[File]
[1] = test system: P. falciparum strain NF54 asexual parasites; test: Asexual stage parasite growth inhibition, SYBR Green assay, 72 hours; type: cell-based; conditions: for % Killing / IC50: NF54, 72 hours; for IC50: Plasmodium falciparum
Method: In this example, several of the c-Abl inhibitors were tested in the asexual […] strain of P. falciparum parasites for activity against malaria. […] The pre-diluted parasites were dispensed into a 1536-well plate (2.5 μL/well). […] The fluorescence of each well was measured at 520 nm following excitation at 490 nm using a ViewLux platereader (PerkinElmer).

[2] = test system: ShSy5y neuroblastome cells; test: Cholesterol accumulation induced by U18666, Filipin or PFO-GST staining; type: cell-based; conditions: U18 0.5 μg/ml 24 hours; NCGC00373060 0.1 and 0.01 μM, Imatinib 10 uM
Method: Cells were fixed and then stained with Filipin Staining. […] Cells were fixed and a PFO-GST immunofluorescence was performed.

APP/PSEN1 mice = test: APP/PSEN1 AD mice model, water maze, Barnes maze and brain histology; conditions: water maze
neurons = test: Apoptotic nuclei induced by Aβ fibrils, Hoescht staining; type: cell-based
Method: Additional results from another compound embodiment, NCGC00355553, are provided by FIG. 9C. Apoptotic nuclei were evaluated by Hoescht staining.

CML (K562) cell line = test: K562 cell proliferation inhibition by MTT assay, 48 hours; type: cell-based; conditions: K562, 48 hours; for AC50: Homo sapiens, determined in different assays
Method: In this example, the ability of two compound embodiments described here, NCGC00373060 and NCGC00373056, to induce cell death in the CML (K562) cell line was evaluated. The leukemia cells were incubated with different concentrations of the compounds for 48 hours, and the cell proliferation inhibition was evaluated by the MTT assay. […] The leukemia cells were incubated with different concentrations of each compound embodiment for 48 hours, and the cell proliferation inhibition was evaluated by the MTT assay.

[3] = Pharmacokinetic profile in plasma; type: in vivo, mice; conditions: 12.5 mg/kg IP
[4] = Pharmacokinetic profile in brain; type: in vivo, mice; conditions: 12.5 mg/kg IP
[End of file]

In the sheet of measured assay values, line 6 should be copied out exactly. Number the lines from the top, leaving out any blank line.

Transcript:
neurons = test: Apoptotic nuclei induced by Aβ fibrils, Hoescht staining; type: cell-based